It’s been a long time coming, but Processing this week has reached 2.0, a major landmark release. For graphics, video, data, and usability, it’s a big leap forward.
The big story here is that the creative coding tool is both faster and simpler. An OpenGL engine, built by GLGraphics developer Andres Colubri, now powers everything. That makes extraordinary feats of graphic wonder possible (with shaders and the like), but it also irons out frustrating inconsistencies between renderers. The narrative is similar for video. Andres Colubri’s GSVideo library handles the video work, with high-performance HD (and function with the shaders) for those who want it, but at last simple “just play video” functions work as expected.
It hasn’t been updated yet for the final 2.0 release, but the Changes document is a great overview of all that’s changed in Processing 2.0:
The full changelog goes into greater detail. Even this 2.0 release includes a bevy of bug fixes.
Revisions at GitHub
You might have missed some of these links as they’re now after a call for donations on the downloads page. That call is non-mandatory, though, and once you click past it, the download functionality on the site works the same way it always has.
Andres Colubri also has a couple of detailed stories on how shaders work, from the alpha/beta process – though very relevant now. For instance:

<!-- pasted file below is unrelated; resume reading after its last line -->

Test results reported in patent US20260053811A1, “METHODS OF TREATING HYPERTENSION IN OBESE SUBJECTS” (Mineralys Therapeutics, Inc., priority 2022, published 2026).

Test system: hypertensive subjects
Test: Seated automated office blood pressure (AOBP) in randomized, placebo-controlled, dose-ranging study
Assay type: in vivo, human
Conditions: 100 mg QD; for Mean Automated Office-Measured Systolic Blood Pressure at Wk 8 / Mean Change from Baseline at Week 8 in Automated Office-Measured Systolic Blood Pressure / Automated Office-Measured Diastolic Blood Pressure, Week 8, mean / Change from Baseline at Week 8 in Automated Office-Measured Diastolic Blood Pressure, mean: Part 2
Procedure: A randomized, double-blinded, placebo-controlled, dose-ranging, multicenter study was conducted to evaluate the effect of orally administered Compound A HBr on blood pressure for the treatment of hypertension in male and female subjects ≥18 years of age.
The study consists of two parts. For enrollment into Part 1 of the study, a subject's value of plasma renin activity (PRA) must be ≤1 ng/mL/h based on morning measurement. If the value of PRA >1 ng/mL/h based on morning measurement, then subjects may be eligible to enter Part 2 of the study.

Shaders in Processing 2.0 beta
A must-read is a story he wrote during Alpha, which explains retained and immediate mode for those trying to get lots of performance, as well as some crucial details on how 2D rendering and points and lines work, among other tidbits:
OpenGL in Processing 2.0 alpha 5 [ignore that alpha bit – this is the article you should be reading right now]
Excerpt, for those 3D geeks:
Immediate and retained modes in P3D are complementary: when the geometry is highly dynamic and changes every frame, the former is probably a better approach as the PShape objects would need to be updated often anyways. This will bring the performance down to the levels of the immediate mode, or even lower, since the PShape object has a slightly more complex update mechanism. In contrast, big static geometries are good candidates for retained mode rendering.
For graphics quality, there are still the occasional wrinkles in Processing, owed largely to Java and its quirks. The dream of a single renderer isn’t quite there yet: P3D is available, mainly for backwards compatibility, and P2D is what you’ll want to use to get the best-looking two-dimensional stuff. And Java still poses problems: the new graphics libraries are delivering serious performance, but you will see some graphics quality oddities here and there (thanks to Oracle), and things like making MIDI work can be hopelessly buggy (thanks to Apple and Oracle).
But this is an extraordinary work. If that’s not immediately apparent, fire up some of the glitzier video and OpenGL 3D demos, and you’ll see what I mean. Far from threatening Processing’s trademark simplicity and friendliness to non-coders, those improvements narrow the gap between what you imagine and what the tool will do.
If you’re still learning Processing, there was a great discussion in comments on our last Processing story:
Creative Coding, Evolved: Processing Nears 2.0 Release With Hot-Looking Beta 9